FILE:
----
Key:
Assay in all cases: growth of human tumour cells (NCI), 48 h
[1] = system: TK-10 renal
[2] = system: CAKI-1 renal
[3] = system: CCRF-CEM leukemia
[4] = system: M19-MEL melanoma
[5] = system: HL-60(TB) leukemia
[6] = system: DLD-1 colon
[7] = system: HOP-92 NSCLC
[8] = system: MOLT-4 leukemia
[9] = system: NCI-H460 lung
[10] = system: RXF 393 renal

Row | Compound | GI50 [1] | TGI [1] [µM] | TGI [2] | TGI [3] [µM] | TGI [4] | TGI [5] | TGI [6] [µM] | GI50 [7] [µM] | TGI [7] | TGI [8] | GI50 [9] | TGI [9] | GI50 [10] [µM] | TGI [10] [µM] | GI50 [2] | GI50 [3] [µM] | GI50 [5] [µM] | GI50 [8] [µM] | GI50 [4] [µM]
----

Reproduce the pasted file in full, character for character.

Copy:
Key:
Assay in all cases: growth of human tumour cells (NCI), 48 h
[1] = system: TK-10 renal
[2] = system: CAKI-1 renal
[3] = system: CCRF-CEM leukemia
[4] = system: M19-MEL melanoma
[5] = system: HL-60(TB) leukemia
[6] = system: DLD-1 colon
[7] = system: HOP-92 NSCLC
[8] = system: MOLT-4 leukemia
[9] = system: NCI-H460 lung
[10] = system: RXF 393 renal

Row | Compound | GI50 [1] | TGI [1] [µM] | TGI [2] | TGI [3] [µM] | TGI [4] | TGI [5] | TGI [6] [µM] | GI50 [7] [µM] | TGI [7] | TGI [8] | GI50 [9] | TGI [9] | GI50 [10] [µM] | TGI [10] [µM] | GI50 [2] | GI50 [3] [µM] | GI50 [5] [µM] | GI50 [8] [µM] | GI50 [4] [µM]